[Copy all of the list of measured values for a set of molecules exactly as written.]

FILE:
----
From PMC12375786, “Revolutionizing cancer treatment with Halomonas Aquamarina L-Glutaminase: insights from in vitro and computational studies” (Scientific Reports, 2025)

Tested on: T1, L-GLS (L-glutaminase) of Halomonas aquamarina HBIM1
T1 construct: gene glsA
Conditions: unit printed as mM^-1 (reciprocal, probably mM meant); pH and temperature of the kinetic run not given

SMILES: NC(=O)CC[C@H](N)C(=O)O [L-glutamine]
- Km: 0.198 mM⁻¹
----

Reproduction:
From PMC12375786, “Revolutionizing cancer treatment with Halomonas Aquamarina L-Glutaminase: insights from in vitro and computational studies” (Scientific Reports, 2025)

Tested on: T1, L-GLS (L-glutaminase) of Halomonas aquamarina HBIM1
T1 construct: gene glsA
Conditions: unit printed as mM^-1 (reciprocal, probably mM meant); pH and temperature of the kinetic run not given

SMILES: NC(=O)CC[C@H](N)C(=O)O [L-glutamine]
- Km: 0.198 mM⁻¹